I used to be indecisive, but nowadays I am not so sure.

There are two things I might write about this week, and I cannot decide which.  So I will start with one, the last lecture in the “Music and……” series at the City Recital Hall, and see where that leads.

Two psychologists presented some findings on the subject of “Music, Feelings and Emotion.” They had undertaken extensive research using facial finite element analysis coupled to sophisticated software, and come up with these conclusions.

  • If you are feeling sad, then listening to sad music will make you feel even more sad.
  • If you are feeling sad. then listening to sad music followed by cheerful music will make you feel less sad and possibly even more cheerful.

Now these conclusions will not come as a surprise.  It’s something most of us have worked out for ourselves over the years.  But in this day and age even the most obvious truth seems to be subject to the need of a formal proof.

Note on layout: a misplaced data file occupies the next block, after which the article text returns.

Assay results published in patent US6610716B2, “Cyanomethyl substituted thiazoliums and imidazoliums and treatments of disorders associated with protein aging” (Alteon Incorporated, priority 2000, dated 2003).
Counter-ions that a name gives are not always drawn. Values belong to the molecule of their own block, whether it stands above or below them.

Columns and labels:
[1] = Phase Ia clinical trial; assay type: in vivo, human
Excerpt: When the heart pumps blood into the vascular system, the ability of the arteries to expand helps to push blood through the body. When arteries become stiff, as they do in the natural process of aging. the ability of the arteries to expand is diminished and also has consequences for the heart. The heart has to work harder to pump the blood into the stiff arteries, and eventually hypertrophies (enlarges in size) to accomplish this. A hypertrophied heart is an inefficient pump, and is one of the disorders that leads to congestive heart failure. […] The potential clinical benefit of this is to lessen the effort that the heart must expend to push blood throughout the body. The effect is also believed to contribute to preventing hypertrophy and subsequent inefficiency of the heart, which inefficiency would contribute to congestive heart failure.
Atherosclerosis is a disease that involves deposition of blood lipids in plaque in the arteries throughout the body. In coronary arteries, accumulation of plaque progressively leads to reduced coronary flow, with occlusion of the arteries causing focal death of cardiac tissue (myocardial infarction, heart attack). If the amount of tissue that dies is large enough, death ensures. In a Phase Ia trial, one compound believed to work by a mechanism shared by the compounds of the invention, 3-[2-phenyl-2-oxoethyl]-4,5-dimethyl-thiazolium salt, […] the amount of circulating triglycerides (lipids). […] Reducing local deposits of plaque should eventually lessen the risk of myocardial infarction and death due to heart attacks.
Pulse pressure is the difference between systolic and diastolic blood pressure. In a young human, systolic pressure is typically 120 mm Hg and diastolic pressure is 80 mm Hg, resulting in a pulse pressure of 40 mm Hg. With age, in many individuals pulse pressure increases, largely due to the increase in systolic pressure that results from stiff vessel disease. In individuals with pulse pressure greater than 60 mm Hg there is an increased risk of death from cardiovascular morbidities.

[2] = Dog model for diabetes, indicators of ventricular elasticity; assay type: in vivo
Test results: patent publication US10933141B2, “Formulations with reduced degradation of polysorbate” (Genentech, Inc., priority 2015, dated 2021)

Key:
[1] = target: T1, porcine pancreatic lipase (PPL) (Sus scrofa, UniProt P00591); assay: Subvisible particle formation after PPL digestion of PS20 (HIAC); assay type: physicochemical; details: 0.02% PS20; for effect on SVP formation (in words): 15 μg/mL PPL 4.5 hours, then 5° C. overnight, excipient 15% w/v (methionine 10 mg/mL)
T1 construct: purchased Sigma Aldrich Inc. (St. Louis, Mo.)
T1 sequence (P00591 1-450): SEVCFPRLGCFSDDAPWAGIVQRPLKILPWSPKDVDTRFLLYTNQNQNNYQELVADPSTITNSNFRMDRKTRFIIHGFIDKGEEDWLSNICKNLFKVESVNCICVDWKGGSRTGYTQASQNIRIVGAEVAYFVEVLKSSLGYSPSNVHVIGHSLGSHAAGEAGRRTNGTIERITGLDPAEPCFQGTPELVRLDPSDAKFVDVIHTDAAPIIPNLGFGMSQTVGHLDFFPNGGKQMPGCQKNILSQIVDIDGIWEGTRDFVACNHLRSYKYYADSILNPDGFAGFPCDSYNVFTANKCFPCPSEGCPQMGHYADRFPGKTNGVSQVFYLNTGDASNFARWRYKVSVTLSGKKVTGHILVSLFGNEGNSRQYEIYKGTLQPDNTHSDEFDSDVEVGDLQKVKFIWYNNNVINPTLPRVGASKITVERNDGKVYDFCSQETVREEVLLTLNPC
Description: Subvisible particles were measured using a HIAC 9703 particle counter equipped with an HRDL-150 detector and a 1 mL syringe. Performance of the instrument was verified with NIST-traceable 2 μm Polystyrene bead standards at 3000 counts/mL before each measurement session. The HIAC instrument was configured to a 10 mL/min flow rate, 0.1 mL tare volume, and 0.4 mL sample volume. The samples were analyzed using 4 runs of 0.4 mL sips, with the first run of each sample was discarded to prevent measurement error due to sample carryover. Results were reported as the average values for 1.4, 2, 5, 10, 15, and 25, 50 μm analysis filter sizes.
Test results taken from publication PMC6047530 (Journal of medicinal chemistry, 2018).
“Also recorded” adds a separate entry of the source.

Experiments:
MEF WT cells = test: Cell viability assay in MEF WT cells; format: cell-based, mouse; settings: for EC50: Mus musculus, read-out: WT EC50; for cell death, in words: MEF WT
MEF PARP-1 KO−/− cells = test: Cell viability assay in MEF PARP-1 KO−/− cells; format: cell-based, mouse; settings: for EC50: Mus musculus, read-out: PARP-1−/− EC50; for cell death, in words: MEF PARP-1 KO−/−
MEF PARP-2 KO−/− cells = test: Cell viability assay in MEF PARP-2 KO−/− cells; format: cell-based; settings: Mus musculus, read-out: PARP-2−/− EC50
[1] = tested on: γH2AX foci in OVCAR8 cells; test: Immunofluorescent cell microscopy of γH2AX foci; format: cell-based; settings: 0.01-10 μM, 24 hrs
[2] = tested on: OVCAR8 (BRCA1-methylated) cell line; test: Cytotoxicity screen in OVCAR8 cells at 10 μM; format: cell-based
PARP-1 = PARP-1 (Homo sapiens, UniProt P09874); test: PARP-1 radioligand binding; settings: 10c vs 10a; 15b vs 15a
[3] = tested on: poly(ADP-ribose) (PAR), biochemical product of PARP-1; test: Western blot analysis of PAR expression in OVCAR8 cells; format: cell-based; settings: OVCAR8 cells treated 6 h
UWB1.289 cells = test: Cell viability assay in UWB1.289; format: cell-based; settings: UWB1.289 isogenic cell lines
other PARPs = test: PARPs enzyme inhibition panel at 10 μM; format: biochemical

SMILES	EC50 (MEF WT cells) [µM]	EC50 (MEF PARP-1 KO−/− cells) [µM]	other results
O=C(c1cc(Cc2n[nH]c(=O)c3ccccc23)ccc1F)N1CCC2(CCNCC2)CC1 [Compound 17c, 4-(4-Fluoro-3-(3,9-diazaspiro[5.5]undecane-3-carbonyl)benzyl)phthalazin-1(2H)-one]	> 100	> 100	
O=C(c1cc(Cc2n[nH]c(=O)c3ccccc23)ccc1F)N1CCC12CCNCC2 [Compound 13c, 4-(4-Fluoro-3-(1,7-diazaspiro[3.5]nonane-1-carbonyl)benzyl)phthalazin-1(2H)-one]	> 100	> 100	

Adding to the idea of music affecting mood and emotions, last night Carlos was bubbling over with infectious enthusiasm for the music of Mozart’s C Minor Mass.  It was impossible not to be caught up in his exuberance, despite the trickiness of some of the runs and the relentless rate at which they appear.  He describes the music as “affirmative”, and “full of positivity.”  It is clear that he would classify this piece as music to enliven the mood, reduce sadness and increase happiness.  And who could argue?

In his enthusiasm, Carlos worked with us to take apart the music, inspect, repair and polish the individual sections, and decide how and where to put them back together again, producing a perfectly working whole from the multitude of components inherent in a double fugue such as the “Osanna.”

As we rehearsed, I thought of a friend who restores vintage motorcycles.  His restoration process is very similar to our rehearsals.  It involves taking components apart, getting each one to work in its own right, then re-assembling them to make a working machine. There is a deal of fine tuning on the way, a lot of trial and error, and considerable re-working when things do not quite fit together.  Just like an MWC rehearsal.

And now we have come full circle, as this is the second thing I thought I might write about this week.  C’est la vie!